The Green Mist is a veritable ‘Australian super group’ assembled by music veteran Julien Poulson (Moler, Jen Cloher & The Endless Sea) who, while on a sabbatical back in his native state of Tasmania, had a chance encounter with Brian Ritchie of Violent Femmes fame. The two started collaborating and The Green Mist began to form.

With a line-up featuring renegades such as Beasts of Bourbon’s Spencer P Jones, and the rest of The Violent Femmes appearing in the mix ‘Mariachi style’ adding distinctive acoustic rhythms. Charlie Owen adds his finest slide guitar, Helen Cattanach and Rosie Westbrook add bass, while Westralian chanteuse Tracy Redhead shares vocal duties with Poulson. The Green Mist is a band that calls upon folk, blues and cowboy song traditions.

Mist master Julien Poulson describes his band as “a collective, a Russian doll of bands within band, a bunch of ‘characters’ like the cast of a Sergio Leone Western – y’know, gringos, bandidos, femme fatales and all. The good, bad and ugly of Australian rock’n’roll. The name says it all, it’s a mist! This band has no walls.”

The groups’ debut album Next Stop Antarctica travels from dreamy instrumentals through to fully amped rock’n’roll songs. “It’s all about the ebb and flow, about low-light scenarios, fire, regrowth, then sunshine all over again,” says Poulson. Produced by Lindsay Gravina, The Green Mist’s sound is expansive; full of dark, brooding, sonic landscapes that conjure film-like atmospheres not too dissimilar to a David Lynch movie.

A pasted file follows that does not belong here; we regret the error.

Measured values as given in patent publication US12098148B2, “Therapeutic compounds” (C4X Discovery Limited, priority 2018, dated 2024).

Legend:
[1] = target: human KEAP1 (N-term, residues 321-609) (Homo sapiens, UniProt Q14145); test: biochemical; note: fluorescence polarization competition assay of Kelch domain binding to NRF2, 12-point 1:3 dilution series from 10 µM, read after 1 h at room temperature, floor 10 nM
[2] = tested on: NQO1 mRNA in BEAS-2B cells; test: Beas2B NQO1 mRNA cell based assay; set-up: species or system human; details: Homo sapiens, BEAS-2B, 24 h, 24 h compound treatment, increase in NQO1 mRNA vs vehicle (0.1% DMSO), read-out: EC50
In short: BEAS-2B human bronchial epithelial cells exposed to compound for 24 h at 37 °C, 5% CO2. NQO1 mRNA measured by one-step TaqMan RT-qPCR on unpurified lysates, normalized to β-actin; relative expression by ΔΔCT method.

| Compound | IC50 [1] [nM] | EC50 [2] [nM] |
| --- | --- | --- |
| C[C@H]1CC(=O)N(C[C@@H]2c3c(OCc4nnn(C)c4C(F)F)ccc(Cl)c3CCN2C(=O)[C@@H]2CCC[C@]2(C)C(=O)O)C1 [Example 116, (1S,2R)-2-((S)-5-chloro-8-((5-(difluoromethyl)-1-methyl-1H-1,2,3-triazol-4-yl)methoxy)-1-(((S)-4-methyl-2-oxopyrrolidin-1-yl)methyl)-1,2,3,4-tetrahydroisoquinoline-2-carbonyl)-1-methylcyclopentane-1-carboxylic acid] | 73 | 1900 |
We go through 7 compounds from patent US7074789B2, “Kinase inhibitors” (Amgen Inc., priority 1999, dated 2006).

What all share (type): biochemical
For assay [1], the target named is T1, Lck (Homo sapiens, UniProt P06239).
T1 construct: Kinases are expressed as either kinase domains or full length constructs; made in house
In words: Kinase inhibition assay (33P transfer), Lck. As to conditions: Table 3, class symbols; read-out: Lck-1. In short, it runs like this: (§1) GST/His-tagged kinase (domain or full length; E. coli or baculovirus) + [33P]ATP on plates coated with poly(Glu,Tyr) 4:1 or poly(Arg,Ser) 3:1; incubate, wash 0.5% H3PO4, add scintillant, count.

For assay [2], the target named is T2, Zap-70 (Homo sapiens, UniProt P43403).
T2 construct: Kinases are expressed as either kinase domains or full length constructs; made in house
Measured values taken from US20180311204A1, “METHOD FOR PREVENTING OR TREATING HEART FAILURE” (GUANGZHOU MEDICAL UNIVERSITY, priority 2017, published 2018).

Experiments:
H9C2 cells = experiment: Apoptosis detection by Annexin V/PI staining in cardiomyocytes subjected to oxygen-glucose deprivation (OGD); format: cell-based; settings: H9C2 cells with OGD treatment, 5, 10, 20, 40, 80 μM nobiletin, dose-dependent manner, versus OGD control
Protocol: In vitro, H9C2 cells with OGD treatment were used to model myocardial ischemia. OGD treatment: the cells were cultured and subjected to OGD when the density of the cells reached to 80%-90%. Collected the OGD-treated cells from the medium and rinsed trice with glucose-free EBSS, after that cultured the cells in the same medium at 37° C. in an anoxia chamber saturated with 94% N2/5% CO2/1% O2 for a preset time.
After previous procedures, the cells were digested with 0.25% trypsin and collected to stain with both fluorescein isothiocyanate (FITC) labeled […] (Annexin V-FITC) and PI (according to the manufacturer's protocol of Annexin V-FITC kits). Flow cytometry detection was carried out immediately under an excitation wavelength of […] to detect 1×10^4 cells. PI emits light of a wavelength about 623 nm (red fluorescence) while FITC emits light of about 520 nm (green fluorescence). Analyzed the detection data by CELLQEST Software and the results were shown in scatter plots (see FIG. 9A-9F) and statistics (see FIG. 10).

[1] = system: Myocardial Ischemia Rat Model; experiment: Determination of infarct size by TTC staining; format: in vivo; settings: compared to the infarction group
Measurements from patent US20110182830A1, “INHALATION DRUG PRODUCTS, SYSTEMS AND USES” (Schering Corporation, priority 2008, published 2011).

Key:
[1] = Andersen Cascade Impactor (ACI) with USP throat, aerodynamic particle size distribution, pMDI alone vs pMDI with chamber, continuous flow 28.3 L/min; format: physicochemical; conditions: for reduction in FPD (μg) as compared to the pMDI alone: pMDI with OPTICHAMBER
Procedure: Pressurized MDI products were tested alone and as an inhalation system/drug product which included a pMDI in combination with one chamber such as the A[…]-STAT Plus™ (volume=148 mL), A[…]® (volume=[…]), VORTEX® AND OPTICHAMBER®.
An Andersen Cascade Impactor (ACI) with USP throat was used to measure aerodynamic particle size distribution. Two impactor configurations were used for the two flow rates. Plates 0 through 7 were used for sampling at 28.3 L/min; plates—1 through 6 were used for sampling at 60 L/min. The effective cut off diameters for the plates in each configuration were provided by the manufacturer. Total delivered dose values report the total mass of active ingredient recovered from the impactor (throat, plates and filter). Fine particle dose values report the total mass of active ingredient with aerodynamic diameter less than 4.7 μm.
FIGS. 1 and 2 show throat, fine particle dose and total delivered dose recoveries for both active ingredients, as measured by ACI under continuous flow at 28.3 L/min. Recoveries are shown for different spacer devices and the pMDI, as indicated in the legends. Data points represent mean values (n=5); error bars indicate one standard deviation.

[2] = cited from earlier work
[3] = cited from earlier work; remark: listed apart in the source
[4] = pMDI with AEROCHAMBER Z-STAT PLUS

Opening track ‘Black Louie’s Ambergris’ features Brian Ritchie’s spooky Shakuhachi flute, it’s a dense instrumental piece based on a story, told to Poulson by his father, of two rogue fishermen who made their fortune chancing upon the world’s biggest find of Ambergris, while battling the extremities of Tasmania’s ferocious southern oceans. From this incredible opener the album rocks into ‘Strange Noises’ another swaggering instrumental. It’s not until track three ‘Roads & Cars’ that listeners are graced by Tracy Redheads stunning voice. This brilliant pop song flashes into view, then merges into the epic ‘Dirty Big Low’ featuring Charlie Owen’s sublime slide guitar. The journey continues until closing track ‘Something to Believe In,’ where Poulson’s song writing comes to the forefront, complete with guitar-playing reminiscent of Neil Young’s Crazy Horse at its blistering best.

On Next Stop Antarctica, The Green Mist has recorded a rich and accomplished album. It’s an aural road-trip where sounds and scenarios present like old pieces of Super-8. Runaways, alco’s, junkies and psychotics rub shoulders with the occasional hopeful soul-seeker. Narratives unfold like surveillance camera imagery: a shadowy neverworld of broken lives, cheap motels, too much booze, dim-lit city streets, winter hideaways, a myriad of small dreams, fragmented and shattered, like broken dressing-room mirrors in theatres that long-passed their glory days.

Discography: Two LP’s recorded. Next Stop Antarctica (Bang! Records – September 2007) Dirt Weed (Bang! Records 2008)